Part 3, “Fictions of Investment,” further elaborates on the connections between representation, finance, and English culture. Although she opens with a modern commercial and visual reference to market value, Audrey Jaffe mainly uses the character of Ferdinand Lopez in Trollope’s The Prime Minister to examine the complexities of Victorian “speculation.” Jaffe finds those complexities originating in the underlying realization that “speculation is capitalism” (157 n. 2). If the attitude toward money, such as in Trollope’s work, is more revealing than the ways in which money is invested, then the representation of financially motivated suicides (such as Lopez’s) in Victorian fiction illuminates cultural critiques of the new financial world. Nancy Henry looks at authors’ depictions of such suicides ranging from Dickens to Gissing and Wharton. The “morality tale” of the greedy speculator punished by loss and suicide was a staple of Victorian realist fiction that continues to reappear in the literature of the marketplace Cannon Schmitt’s contribution exploring the role of rumor and market via Joseph Conrad’s Nostromo completes the collection. Schmitt agrees with Conrad’s thesis that “informal imperialism” (See Cain & Hopkins) was just as destructive as direct imperialism and even more dependent on a “market of information” which rests as much on rumor as reality.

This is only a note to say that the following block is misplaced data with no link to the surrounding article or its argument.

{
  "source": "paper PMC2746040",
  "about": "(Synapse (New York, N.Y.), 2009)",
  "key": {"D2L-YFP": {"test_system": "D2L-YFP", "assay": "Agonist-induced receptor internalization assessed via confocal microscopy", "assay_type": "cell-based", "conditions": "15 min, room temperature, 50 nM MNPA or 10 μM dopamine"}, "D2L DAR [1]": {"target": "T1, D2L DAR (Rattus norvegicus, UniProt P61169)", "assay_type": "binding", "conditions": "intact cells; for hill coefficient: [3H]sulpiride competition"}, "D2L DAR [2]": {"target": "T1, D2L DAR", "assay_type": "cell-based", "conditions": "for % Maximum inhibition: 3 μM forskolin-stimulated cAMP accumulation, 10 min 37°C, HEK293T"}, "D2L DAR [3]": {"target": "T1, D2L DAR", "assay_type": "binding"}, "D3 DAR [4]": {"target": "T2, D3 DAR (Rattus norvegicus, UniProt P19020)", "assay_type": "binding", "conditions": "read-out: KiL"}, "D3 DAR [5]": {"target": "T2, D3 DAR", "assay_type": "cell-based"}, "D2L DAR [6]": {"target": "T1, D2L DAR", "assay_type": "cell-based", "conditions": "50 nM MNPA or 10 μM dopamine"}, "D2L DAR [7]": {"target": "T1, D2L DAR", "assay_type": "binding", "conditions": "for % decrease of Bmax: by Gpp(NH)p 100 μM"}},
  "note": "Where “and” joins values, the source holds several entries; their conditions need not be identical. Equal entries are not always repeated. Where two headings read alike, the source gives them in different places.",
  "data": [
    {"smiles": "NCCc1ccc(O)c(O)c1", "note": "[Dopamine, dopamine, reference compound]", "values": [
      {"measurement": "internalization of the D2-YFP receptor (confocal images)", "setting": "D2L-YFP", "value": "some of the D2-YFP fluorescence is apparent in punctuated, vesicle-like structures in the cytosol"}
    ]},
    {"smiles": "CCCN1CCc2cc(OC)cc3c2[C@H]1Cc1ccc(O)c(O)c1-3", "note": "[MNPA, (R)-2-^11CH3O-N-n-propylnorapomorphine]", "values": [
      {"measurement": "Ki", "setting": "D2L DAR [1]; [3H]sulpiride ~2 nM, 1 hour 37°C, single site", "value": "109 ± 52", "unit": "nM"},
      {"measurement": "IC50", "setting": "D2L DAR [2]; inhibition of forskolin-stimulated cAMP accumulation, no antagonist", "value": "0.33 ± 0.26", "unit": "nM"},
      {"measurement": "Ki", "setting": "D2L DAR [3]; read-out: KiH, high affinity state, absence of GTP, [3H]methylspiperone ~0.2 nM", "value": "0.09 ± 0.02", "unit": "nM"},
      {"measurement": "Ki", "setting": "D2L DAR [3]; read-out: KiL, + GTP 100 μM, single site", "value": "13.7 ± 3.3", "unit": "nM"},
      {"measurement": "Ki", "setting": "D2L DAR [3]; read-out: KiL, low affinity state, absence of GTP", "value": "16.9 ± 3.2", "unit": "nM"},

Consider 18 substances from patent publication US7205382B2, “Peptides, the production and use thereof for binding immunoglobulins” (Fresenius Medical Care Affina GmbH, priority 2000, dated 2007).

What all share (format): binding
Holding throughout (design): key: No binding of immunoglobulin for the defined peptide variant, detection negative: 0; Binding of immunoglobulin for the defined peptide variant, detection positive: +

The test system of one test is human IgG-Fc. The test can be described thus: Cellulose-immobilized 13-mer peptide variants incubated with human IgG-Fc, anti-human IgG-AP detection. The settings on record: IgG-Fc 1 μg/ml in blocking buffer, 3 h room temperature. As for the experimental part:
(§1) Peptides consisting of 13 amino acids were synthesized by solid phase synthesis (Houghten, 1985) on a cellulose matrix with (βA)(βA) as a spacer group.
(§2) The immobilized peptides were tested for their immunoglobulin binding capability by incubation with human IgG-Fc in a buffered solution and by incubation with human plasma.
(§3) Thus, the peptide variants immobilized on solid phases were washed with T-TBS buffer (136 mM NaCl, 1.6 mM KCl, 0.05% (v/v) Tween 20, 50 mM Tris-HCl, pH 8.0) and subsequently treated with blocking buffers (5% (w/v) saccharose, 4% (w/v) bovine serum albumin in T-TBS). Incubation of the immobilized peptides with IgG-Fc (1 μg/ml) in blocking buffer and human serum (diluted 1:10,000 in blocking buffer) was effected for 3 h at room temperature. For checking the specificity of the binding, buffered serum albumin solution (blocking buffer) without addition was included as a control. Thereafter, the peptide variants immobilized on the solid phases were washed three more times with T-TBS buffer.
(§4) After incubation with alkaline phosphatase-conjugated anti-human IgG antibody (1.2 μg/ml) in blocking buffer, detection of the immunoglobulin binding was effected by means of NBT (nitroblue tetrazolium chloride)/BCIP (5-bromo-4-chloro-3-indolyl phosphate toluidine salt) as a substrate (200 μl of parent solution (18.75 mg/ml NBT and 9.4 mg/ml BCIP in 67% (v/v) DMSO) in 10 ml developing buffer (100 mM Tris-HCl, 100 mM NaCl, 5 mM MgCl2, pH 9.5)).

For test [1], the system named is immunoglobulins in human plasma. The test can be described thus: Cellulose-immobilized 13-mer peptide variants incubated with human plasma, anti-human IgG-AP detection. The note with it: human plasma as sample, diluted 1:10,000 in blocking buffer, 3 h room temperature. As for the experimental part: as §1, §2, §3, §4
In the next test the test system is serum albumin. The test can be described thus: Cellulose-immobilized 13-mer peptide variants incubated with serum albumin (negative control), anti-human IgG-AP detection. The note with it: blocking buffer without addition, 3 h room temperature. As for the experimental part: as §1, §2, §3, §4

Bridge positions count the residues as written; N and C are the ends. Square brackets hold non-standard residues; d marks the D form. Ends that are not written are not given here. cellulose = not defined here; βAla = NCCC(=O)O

The essays that frame this thoughtful collection are written by Ian Baucom and Martin Daunton. Baucom’s essay on the eighteenth century episode of the Zong illustrates how finance capitalism rested on the agreement of parties on the insured value of “goods.” In other words, value was calculated in terms of loss. Daunton’s afterword also explores the themes of liability and loss ranging from the cost of a sealskin coat to the loss of limb and life in workman’s compensation cases. Daunton’s essay alone is worth the very reasonable cost of this volume for its commentaries on the previous authors and the way it deftly challenges older paradigms of the gentrification of industrial wealth. Any scholar who can call upon Gladstone, Lloyd George, and John Maynard Keynes while invoking philosophers ranging from Hobbes to Malthus deserves his credit. Overall, this text with its rich variety of scholarship cannot be contained in the paucity of words that limit this review. It is vital reading for those interested in cultural studies, economic history, theories of value and representation, and the influence of empire and the growth of capitalism.
Tammy C. Whitlock teaches courses in British, European and Legal history at the University of Kentucky, Lexington. Her publication Crime, Gender, and Consumer Culture in Nineteenth Century England (Ashgate, Spring 2005) examines the history of fraud and shoplifting in the context of the phenomenal growth of the Victorian economy.